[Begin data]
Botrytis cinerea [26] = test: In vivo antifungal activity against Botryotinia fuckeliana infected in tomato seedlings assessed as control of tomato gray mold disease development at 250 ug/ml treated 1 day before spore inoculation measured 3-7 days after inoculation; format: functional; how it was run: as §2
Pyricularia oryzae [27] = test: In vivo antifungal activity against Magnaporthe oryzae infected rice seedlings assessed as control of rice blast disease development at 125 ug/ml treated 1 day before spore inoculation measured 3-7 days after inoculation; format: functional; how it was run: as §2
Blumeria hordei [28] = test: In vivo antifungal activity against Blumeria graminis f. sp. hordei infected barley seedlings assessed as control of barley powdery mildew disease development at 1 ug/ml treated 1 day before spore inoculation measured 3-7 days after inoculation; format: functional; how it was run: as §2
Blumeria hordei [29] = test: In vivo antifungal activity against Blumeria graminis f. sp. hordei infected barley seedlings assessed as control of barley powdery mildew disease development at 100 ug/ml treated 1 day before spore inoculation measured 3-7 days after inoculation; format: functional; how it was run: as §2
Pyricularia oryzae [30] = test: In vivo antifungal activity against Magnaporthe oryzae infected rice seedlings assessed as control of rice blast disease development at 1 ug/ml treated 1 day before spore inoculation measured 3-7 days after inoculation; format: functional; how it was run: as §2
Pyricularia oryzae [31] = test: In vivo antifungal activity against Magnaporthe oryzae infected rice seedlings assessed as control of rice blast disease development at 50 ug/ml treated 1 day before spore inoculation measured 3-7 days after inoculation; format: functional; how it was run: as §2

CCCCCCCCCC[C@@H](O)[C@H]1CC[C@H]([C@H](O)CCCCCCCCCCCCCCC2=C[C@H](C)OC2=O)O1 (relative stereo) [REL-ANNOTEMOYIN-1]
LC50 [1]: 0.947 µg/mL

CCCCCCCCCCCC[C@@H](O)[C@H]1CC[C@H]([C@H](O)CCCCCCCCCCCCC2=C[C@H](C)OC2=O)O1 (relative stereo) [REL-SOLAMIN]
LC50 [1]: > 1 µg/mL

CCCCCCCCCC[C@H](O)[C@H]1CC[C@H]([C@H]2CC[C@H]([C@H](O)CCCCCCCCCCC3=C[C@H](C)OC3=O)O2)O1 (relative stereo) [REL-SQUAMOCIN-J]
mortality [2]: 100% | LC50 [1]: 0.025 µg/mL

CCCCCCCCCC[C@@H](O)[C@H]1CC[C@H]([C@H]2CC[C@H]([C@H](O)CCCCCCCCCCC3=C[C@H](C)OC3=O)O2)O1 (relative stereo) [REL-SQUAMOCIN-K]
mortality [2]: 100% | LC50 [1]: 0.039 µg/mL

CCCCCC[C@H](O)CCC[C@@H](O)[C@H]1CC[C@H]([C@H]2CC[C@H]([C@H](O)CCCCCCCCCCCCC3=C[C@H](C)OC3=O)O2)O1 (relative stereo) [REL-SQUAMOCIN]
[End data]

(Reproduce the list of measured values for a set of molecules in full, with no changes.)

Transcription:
Botrytis cinerea [26] = test: In vivo antifungal activity against Botryotinia fuckeliana infected in tomato seedlings assessed as control of tomato gray mold disease development at 250 ug/ml treated 1 day before spore inoculation measured 3-7 days after inoculation; format: functional; how it was run: as §2
Pyricularia oryzae [27] = test: In vivo antifungal activity against Magnaporthe oryzae infected rice seedlings assessed as control of rice blast disease development at 125 ug/ml treated 1 day before spore inoculation measured 3-7 days after inoculation; format: functional; how it was run: as §2
Blumeria hordei [28] = test: In vivo antifungal activity against Blumeria graminis f. sp. hordei infected barley seedlings assessed as control of barley powdery mildew disease development at 1 ug/ml treated 1 day before spore inoculation measured 3-7 days after inoculation; format: functional; how it was run: as §2
Blumeria hordei [29] = test: In vivo antifungal activity against Blumeria graminis f. sp. hordei infected barley seedlings assessed as control of barley powdery mildew disease development at 100 ug/ml treated 1 day before spore inoculation measured 3-7 days after inoculation; format: functional; how it was run: as §2
Pyricularia oryzae [30] = test: In vivo antifungal activity against Magnaporthe oryzae infected rice seedlings assessed as control of rice blast disease development at 1 ug/ml treated 1 day before spore inoculation measured 3-7 days after inoculation; format: functional; how it was run: as §2
Pyricularia oryzae [31] = test: In vivo antifungal activity against Magnaporthe oryzae infected rice seedlings assessed as control of rice blast disease development at 50 ug/ml treated 1 day before spore inoculation measured 3-7 days after inoculation; format: functional; how it was run: as §2

CCCCCCCCCC[C@@H](O)[C@H]1CC[C@H]([C@H](O)CCCCCCCCCCCCCCC2=C[C@H](C)OC2=O)O1 (relative stereo) [REL-ANNOTEMOYIN-1]
LC50 [1]: 0.947 µg/mL

CCCCCCCCCCCC[C@@H](O)[C@H]1CC[C@H]([C@H](O)CCCCCCCCCCCCC2=C[C@H](C)OC2=O)O1 (relative stereo) [REL-SOLAMIN]
LC50 [1]: > 1 µg/mL

CCCCCCCCCC[C@H](O)[C@H]1CC[C@H]([C@H]2CC[C@H]([C@H](O)CCCCCCCCCCC3=C[C@H](C)OC3=O)O2)O1 (relative stereo) [REL-SQUAMOCIN-J]
mortality [2]: 100% | LC50 [1]: 0.025 µg/mL

CCCCCCCCCC[C@@H](O)[C@H]1CC[C@H]([C@H]2CC[C@H]([C@H](O)CCCCCCCCCCC3=C[C@H](C)OC3=O)O2)O1 (relative stereo) [REL-SQUAMOCIN-K]
mortality [2]: 100% | LC50 [1]: 0.039 µg/mL

CCCCCC[C@H](O)CCC[C@@H](O)[C@H]1CC[C@H]([C@H]2CC[C@H]([C@H](O)CCCCCCCCCCCCC3=C[C@H](C)OC3=O)O2)O1 (relative stereo) [REL-SQUAMOCIN]